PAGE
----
But it seems like a hassle and a lot of change in the nitty gritty of my code to change things around to account for all these extra columns.

Idea

In my mind it would be simpler if I added a separate table containing the following:

  • UniqueUserIdentifier
  • UniqueOrgIdentifier
  • SoftDeleteDate

And then whenever my app ask for data the api checks the new table; "is this person soft deleted from this org?" If true, they just block the request until they are restored if needed, or they will remain deleted until they are hard deleted within x hours of the soft deletion happening.

Instead of having to change many queries and logic all over the place.

Additional information

The API uses EFCore as an ORM to connect to the database, in case that would help with any other smart fixes regarding its feature set. I have thought about creating custom savechanges logic, but couldn't come up with a good idea other than again adding a column to all the tables.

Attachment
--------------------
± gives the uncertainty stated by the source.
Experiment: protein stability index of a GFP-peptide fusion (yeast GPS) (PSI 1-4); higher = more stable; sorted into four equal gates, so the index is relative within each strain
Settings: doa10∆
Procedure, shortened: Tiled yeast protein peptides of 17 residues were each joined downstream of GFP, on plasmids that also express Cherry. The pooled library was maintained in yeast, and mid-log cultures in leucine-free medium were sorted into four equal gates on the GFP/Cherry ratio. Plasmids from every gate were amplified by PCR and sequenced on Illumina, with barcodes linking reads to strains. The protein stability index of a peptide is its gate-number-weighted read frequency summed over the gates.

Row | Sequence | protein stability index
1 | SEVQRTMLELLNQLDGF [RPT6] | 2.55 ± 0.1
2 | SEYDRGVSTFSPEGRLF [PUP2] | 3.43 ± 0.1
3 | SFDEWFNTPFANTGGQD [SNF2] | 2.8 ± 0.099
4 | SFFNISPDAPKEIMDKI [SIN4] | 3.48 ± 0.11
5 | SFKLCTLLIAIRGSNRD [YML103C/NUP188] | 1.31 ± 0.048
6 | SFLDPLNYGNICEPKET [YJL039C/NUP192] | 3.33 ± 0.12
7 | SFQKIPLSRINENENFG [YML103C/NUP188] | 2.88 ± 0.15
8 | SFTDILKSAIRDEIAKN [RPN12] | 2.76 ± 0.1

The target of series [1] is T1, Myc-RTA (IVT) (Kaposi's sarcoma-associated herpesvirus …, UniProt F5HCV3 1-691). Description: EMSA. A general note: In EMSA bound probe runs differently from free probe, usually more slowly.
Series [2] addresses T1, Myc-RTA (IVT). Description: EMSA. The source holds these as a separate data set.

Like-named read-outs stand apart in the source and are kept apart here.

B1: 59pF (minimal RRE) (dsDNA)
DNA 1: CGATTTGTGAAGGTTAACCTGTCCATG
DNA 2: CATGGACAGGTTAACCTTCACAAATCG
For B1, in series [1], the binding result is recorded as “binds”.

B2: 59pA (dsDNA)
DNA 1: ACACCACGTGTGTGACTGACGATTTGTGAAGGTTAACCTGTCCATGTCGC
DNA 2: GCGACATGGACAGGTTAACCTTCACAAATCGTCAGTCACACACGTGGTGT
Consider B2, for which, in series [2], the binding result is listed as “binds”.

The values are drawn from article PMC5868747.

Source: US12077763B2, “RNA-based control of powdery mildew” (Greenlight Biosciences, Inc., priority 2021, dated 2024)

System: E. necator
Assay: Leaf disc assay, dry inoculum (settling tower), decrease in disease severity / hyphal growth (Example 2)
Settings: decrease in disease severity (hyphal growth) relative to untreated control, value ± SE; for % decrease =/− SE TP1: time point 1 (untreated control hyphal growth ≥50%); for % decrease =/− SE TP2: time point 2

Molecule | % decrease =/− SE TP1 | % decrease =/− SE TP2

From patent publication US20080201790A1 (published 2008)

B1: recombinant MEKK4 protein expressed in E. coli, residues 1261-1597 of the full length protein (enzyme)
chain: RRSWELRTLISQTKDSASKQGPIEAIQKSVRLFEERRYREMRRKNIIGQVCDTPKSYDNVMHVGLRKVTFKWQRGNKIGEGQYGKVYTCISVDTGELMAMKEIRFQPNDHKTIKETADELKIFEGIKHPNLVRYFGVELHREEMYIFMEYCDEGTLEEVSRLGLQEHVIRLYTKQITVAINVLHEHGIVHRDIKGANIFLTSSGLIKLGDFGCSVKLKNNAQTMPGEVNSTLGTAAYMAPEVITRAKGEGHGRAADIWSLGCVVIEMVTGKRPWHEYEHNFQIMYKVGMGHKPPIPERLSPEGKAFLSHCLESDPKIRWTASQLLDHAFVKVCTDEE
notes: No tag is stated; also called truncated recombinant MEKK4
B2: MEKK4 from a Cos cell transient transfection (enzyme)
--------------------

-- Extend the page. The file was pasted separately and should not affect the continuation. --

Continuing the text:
Please let me know if you need any more information.

Update

J.D. Told me about row-level security which made me look around. It seems very useful, and it gave me some more insight into what I could search for.

So I came across global query filters for EFCore which seems promising. It allows the context to filter on all queries and when you actually need to ignore this global filter, you can simply do it on a query by query basis.

And it allows for dependency injection if you need to use something for the global filter that is based on the user that is connected. I created an answer based on this new information

It also turns out that what I really wanted was to deactivate the row until eventual activation or hard delete instead of soft delete. I didn't know the correct way to express myself.